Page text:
In their attempt to undermine the U.S.-led reconstruction of Iraq,
insurgents are homing in on a vulnerable new target -- the fast-growing
number of blue-collar foreign workers who are fleeing poverty at home in
search of relatively high wages in Iraq.
But the near-daily spectacle of foreigners paraded in front of cameras by
masked men has succeeded in making only a small dent in the U.S.-led mission
in Iraq. So far, the small Philippine military contingent has been withdrawn
and the Turkish trucking industry has agreed to stop hauling cargo in Iraq, as
have transport firms from several other nations.
For the most part, the kidnappings are inadvertently highlighting one of
the biggest strengths of the U.S.-led reconstruction campaign. Analysts say
the unending supply of foreign blue-collar workers willing to risk their lives
for money virtually guarantees that the rebuilding will not collapse, no
matter how much the country crumbles amid political and military chaos.
"Will this violence stop the flow of migrant workers to Iraq? I think not,
" said Virginia Sherry, associate director of the Middle East and North Africa
division of Human Rights Watch and author of a recent study on migrant workers
in Saudi Arabia.
She noted that Iraq is just the latest destination for foreign workers in
the Persian Gulf region, where an estimated 10 million migrants from South
Asia, the Philippines and other low-income regions hold the vast majority of
low-wage jobs, often in highly exploitative conditions.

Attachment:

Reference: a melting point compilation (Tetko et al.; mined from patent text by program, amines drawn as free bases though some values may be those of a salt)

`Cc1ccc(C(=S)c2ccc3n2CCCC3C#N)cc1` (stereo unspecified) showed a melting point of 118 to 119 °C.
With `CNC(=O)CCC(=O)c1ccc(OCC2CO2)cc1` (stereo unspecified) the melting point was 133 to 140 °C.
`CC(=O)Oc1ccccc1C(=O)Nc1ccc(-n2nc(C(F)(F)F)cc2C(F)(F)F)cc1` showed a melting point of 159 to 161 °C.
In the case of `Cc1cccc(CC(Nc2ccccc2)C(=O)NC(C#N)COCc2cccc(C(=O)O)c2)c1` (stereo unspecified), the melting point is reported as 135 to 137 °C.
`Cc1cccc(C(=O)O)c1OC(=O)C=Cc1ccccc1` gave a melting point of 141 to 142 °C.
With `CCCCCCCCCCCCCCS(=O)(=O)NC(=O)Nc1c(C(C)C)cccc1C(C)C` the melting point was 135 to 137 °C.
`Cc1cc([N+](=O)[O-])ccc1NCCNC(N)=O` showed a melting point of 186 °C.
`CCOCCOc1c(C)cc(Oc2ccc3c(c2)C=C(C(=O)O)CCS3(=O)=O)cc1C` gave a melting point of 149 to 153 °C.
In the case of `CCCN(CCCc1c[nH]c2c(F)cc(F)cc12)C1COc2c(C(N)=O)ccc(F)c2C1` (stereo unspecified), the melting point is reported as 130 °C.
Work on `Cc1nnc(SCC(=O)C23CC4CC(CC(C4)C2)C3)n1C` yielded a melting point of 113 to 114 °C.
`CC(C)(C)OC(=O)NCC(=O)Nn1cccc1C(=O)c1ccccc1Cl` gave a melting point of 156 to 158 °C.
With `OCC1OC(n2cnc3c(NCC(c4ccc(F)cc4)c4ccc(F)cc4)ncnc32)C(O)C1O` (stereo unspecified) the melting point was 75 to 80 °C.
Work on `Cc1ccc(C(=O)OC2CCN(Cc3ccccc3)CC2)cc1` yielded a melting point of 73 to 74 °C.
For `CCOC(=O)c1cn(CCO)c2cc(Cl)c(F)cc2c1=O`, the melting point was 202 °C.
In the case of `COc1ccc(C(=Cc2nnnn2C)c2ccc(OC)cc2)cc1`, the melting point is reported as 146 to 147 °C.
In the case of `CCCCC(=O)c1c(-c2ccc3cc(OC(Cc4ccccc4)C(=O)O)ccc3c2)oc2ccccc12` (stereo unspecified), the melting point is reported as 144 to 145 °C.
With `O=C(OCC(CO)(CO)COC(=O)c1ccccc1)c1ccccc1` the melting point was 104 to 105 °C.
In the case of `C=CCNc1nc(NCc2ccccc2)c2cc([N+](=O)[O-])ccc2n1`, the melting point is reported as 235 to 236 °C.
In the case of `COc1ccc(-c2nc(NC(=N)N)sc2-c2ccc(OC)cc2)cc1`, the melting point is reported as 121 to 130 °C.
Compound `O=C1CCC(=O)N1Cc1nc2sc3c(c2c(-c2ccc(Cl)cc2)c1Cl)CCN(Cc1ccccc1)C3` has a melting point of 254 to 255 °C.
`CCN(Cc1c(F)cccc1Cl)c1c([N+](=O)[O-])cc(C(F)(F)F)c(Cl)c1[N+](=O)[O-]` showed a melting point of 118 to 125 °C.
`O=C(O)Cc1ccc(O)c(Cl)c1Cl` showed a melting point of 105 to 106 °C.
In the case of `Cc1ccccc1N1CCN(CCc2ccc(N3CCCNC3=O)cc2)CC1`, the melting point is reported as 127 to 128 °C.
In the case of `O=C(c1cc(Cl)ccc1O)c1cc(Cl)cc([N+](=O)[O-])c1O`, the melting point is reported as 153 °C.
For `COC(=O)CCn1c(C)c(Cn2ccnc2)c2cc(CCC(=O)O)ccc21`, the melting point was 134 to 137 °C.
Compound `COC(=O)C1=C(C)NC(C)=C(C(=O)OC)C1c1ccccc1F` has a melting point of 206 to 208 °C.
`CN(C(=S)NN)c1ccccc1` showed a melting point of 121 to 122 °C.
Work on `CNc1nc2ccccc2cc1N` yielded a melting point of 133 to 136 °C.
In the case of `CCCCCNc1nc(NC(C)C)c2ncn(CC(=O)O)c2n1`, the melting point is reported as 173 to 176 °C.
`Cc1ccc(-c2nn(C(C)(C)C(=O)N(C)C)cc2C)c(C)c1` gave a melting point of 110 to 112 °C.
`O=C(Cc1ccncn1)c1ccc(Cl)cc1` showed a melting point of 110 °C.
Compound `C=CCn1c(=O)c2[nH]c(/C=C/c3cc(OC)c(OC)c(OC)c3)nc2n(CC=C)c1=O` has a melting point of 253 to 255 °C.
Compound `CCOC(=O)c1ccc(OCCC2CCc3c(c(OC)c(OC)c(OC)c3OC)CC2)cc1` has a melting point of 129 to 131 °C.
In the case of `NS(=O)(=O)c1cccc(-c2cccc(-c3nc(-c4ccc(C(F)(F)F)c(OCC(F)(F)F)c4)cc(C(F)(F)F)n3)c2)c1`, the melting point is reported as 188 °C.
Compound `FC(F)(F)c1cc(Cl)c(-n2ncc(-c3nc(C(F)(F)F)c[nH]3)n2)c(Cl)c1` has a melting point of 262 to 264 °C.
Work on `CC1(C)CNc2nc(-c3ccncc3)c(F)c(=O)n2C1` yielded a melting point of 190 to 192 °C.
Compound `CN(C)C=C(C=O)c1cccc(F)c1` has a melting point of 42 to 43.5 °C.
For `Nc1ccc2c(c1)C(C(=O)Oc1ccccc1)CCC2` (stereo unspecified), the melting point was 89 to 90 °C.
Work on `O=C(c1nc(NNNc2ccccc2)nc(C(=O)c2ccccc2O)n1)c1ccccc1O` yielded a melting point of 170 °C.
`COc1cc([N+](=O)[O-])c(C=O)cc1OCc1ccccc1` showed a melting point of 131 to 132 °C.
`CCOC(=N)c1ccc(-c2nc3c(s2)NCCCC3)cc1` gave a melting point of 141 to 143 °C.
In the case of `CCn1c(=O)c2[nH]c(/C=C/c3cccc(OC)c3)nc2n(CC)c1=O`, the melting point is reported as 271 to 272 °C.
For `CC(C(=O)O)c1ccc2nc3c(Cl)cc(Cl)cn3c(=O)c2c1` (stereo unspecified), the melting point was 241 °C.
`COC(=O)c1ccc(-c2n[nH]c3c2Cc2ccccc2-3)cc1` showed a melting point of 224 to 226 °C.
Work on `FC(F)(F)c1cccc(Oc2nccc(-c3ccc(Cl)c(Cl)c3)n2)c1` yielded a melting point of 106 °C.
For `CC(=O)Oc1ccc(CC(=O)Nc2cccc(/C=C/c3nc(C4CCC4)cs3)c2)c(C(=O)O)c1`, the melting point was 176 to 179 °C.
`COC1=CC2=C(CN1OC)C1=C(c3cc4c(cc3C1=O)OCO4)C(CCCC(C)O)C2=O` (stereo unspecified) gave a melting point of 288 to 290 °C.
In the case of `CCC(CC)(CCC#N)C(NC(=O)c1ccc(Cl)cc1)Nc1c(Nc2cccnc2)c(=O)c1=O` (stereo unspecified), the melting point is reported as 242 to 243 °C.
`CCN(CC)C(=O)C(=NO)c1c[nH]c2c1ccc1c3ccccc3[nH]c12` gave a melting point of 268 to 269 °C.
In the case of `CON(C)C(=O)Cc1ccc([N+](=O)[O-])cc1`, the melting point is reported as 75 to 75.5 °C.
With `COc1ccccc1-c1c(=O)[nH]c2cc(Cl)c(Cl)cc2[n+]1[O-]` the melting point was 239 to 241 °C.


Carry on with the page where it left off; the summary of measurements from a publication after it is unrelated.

"It's economic desperation that drives these migrants abroad," Sherry
said. "Truck drivers, cooks, maintenance guys -- they have no prospect of
being employed in their Indian village or in the slums of Manila. They know
that working in the gulf can mean incredible abuse and dangers, but they keep
In Iraq, tens of thousands of migrant workers -- no one knows exactly
how many -- hold strategic yet low-ranking positions with the U.S. military
and its contractors, ranging from truck driver to construction supervisor to
cook and service worker on U.S. bases.
Hiring Iraqis for these positions is considered a security risk because
insurgents could infiltrate the workforce, as they have done on at least a few
occasions with the new Iraqi police and army. Foreigners, especially those
from non-Arab nations, are viewed as impervious to guerrilla recruiting
efforts, despite the fact that al Qaeda is thought to have offshoots in many
of the workers' native countries, such as the Philippines and Pakistan.
In an attempt to weaken U.S. logistics and hamper reconstruction efforts,
militants have abducted more than 70 foreigners since April, mostly truckers
traveling with little or no armed escort. The killing of a Turkish driver on
Monday raised the number of foreigners killed to nine during that period.
The kidnappings multiplied after the Philippines withdrew its 51 troops
from Iraq to save the life of Angelo dela Cruz, who was released July 21. U.S.
officials have warned against any new defections among its military coalition
"These are killers and murderers who are killing innocent people who have
come to Iraq to help the Iraqi people to a better life," Secretary of State
Colin Powell said in Baghdad on Friday, answering a question about the
kidnappings and beheadings. "There is nothing romantic about this. There is
nothing justified about this. These are murderous acts, they are terrorist
acts, and the world must stand united. We cannot allow this kind of activity
to deter us or to cause us to go off course."
Many analysts point out that the recent influx of migrant workers simply
marks a return to the norm for Iraq. During the late 1970s and 1980s, Iraqi
President Saddam Hussein brought in large numbers of foreign laborers to work
on such construction projects as a 200-mile agricultural drainage canal,
dubbed Saddam River. Immediately before the 1991 Persian Gulf War, Hussein